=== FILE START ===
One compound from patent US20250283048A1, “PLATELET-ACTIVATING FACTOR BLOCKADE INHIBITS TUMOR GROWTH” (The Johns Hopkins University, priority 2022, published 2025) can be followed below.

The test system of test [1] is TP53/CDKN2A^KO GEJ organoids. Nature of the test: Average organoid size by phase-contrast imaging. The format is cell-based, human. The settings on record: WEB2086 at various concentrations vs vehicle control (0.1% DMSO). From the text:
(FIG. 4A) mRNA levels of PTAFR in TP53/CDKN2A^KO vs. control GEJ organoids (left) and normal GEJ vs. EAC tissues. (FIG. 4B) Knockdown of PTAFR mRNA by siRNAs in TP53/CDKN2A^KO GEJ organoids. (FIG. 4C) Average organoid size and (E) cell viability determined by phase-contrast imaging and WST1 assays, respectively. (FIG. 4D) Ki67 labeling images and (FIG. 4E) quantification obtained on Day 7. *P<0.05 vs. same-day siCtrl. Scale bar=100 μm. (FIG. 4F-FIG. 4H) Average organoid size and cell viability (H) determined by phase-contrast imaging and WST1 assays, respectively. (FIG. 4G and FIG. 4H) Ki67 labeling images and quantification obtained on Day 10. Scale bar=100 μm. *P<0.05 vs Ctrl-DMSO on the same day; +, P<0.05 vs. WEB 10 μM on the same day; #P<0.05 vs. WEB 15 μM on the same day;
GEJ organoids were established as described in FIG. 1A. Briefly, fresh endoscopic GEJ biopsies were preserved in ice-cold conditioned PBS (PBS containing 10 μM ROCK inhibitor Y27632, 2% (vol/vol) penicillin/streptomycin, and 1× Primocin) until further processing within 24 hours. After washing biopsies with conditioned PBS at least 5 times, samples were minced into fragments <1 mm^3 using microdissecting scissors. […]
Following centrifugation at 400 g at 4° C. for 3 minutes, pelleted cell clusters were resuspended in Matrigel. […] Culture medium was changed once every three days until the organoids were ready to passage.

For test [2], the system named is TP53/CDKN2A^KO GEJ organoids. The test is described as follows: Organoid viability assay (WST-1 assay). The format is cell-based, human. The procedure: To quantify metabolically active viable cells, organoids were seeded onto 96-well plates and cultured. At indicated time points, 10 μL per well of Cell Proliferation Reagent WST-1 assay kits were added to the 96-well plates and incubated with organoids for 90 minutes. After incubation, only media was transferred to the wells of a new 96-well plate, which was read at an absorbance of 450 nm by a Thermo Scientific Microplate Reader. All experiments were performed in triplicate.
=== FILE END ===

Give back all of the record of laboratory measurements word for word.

One compound from patent US20250283048A1, “PLATELET-ACTIVATING FACTOR BLOCKADE INHIBITS TUMOR GROWTH” (The Johns Hopkins University, priority 2022, published 2025) can be followed below.

The test system of test [1] is TP53/CDKN2A^KO GEJ organoids. Nature of the test: Average organoid size by phase-contrast imaging. The format is cell-based, human. The settings on record: WEB2086 at various concentrations vs vehicle control (0.1% DMSO). From the text:
(FIG. 4A) mRNA levels of PTAFR in TP53/CDKN2A^KO vs. control GEJ organoids (left) and normal GEJ vs. EAC tissues. (FIG. 4B) Knockdown of PTAFR mRNA by siRNAs in TP53/CDKN2A^KO GEJ organoids. (FIG. 4C) Average organoid size and (E) cell viability determined by phase-contrast imaging and WST1 assays, respectively. (FIG. 4D) Ki67 labeling images and (FIG. 4E) quantification obtained on Day 7. *P<0.05 vs. same-day siCtrl. Scale bar=100 μm. (FIG. 4F-FIG. 4H) Average organoid size and cell viability (H) determined by phase-contrast imaging and WST1 assays, respectively. (FIG. 4G and FIG. 4H) Ki67 labeling images and quantification obtained on Day 10. Scale bar=100 μm. *P<0.05 vs Ctrl-DMSO on the same day; +, P<0.05 vs. WEB 10 μM on the same day; #P<0.05 vs. WEB 15 μM on the same day;
GEJ organoids were established as described in FIG. 1A. Briefly, fresh endoscopic GEJ biopsies were preserved in ice-cold conditioned PBS (PBS containing 10 μM ROCK inhibitor Y27632, 2% (vol/vol) penicillin/streptomycin, and 1× Primocin) until further processing within 24 hours. After washing biopsies with conditioned PBS at least 5 times, samples were minced into fragments <1 mm^3 using microdissecting scissors. […]
Following centrifugation at 400 g at 4° C. for 3 minutes, pelleted cell clusters were resuspended in Matrigel. […] Culture medium was changed once every three days until the organoids were ready to passage.

For test [2], the system named is TP53/CDKN2A^KO GEJ organoids. The test is described as follows: Organoid viability assay (WST-1 assay). The format is cell-based, human. The procedure: To quantify metabolically active viable cells, organoids were seeded onto 96-well plates and cultured. At indicated time points, 10 μL per well of Cell Proliferation Reagent WST-1 assay kits were added to the 96-well plates and incubated with organoids for 90 minutes. After incubation, only media was transferred to the wells of a new 96-well plate, which was read at an absorbance of 450 nm by a Thermo Scientific Microplate Reader. All experiments were performed in triplicate.